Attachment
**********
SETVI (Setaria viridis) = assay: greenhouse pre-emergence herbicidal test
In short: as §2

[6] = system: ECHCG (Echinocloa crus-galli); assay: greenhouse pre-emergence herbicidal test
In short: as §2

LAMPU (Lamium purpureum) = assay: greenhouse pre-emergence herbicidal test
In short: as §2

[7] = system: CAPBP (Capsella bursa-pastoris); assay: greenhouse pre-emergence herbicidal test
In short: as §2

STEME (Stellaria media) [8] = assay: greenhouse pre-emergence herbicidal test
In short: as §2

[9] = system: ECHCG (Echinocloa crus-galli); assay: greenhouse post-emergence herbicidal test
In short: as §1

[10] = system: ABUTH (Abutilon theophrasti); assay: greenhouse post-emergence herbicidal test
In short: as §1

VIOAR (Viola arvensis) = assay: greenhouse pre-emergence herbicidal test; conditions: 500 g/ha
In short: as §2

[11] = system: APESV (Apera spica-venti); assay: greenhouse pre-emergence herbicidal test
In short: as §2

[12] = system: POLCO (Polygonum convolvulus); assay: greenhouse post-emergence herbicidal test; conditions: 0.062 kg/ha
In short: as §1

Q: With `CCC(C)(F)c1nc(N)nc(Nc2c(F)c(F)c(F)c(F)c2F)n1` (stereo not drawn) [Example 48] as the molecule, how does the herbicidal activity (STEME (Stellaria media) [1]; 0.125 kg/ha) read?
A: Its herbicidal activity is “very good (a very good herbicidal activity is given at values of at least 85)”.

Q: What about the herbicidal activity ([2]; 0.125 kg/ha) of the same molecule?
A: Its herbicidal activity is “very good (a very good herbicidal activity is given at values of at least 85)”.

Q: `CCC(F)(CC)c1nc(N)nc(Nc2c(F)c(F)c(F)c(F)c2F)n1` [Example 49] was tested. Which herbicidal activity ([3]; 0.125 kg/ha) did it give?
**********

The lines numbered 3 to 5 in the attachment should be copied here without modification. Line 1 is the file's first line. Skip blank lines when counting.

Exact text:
[6] = system: ECHCG (Echinocloa crus-galli); assay: greenhouse pre-emergence herbicidal test
In short: as §2

LAMPU (Lamium purpureum) = assay: greenhouse pre-emergence herbicidal test